An elite member of NSA's hacking team had his home computer hacked through his use of Kaspersky anti-virus which may send him to prison for a decade
A member of the US National Security Agency’s elite hacking team has been charged with illegally removing top secret materials, in an embarrassing breach for the crucial electronic espionage body.
The Justice Department said Friday that Nghia Hoang Pho, 67, a 10-year veteran of the NSA’s Tailored Access Operations unit, which broke into computer systems, agreed to plead guilty to a single charge of removing and retaining top-secret documents from the agency.
He kept the material at his Ellicott City, Maryland home.
According to The New York Times, it was Vietnam-born Pho’s computer that apparent Russian hackers accessed via his use of Kaspersky software to steal files and programs the NSA developed for its own hacking operations.
The Justice Department said Pho had taken printed and digital copies of documents and writings labelled “secret,” and containing sensitive “national defence information,” and stored them in his home from 2010 until he was caught in 2015.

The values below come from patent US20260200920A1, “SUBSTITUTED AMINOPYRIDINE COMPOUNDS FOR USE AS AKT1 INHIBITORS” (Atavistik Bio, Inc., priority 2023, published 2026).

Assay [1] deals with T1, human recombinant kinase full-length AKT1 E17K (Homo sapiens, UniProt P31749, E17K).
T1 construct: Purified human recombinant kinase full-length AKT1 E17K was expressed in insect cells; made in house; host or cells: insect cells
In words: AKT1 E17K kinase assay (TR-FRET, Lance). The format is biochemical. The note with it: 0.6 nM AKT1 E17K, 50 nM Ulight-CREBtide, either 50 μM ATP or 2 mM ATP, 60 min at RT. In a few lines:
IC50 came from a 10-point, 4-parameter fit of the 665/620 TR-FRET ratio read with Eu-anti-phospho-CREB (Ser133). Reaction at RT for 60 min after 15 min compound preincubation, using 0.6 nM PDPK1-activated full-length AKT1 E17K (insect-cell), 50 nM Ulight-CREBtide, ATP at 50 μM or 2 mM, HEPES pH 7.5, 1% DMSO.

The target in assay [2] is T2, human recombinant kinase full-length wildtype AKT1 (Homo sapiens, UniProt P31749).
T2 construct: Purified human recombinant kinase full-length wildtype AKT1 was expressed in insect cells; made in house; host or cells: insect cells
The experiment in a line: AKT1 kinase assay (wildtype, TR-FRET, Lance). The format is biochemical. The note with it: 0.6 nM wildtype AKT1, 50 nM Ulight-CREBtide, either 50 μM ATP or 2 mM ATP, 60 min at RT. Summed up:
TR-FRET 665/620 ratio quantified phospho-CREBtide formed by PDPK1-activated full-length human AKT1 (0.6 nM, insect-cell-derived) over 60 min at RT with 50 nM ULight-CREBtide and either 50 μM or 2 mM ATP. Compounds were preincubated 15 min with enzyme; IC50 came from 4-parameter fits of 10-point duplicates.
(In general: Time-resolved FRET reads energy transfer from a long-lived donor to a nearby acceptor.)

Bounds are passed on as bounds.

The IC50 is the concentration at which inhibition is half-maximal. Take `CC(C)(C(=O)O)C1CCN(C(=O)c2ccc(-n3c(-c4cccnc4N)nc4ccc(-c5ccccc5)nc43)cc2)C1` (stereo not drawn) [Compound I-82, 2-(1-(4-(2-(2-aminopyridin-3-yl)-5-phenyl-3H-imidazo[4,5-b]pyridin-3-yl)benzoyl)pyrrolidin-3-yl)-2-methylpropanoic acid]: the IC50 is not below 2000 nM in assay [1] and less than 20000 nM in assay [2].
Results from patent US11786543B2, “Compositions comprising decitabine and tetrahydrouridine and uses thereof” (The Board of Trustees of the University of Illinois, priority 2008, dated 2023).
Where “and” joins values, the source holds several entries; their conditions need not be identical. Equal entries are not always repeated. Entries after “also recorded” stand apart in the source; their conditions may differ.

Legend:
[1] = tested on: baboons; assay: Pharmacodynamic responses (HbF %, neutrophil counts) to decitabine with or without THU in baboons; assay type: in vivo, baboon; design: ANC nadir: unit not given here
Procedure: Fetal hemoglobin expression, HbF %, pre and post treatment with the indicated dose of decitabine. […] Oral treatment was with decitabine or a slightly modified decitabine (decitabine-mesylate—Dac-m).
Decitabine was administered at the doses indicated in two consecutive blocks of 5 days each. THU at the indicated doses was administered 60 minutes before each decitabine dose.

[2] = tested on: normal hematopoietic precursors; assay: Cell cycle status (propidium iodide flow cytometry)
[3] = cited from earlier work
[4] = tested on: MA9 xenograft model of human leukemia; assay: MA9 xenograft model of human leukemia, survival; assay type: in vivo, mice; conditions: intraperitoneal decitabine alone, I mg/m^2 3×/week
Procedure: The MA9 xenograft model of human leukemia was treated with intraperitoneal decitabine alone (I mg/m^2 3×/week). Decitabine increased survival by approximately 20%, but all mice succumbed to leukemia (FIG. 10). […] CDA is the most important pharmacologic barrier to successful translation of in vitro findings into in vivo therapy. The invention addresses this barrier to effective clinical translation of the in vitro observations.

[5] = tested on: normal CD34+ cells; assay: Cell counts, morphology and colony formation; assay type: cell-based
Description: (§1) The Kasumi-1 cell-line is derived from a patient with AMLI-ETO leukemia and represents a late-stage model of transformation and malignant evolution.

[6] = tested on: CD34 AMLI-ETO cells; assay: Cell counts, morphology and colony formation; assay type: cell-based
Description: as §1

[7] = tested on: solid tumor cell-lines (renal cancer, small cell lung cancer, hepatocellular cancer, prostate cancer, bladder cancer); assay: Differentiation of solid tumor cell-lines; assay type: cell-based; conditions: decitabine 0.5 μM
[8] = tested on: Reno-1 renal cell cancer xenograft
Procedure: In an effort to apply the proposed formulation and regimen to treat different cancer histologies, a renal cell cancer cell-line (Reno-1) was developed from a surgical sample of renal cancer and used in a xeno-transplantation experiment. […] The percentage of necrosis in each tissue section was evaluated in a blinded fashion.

It gave no detail on why he did that, and did not say whether Pho had revealed or lost any of the information.
Pho faces up to 10 years in prison, though he could negotiate a lighter punishment.
He was the third NSA employee charged in the past two years for taking home top-secret information.
The NSA declined to respond to questions on the case.
In October, the Wall Street Journal reported that Russian hackers exploited anti-virus software made by Kaspersky Lab to steal top secret materials from an unnamed NSA employee.
The WSJ said the 2015 hack led to the Russians obtaining information on how the NSA itself penetrates foreign computer networks and protects itself from cyber attacks.
The incident was a key reason why the US government earlier this year announced a ban on use of Kaspersky anti-virus software on government computers, warning that the Moscow-based company has suspect links to Russian intelligence.
Kaspersky denies any ties to the Russian government, but said its own forensic investigation did show that hackers made use of its software to break into the NSA worker’s home computer.
Kaspersky said the stolen material included essential source code for the Equation Group hacking software from the NSA.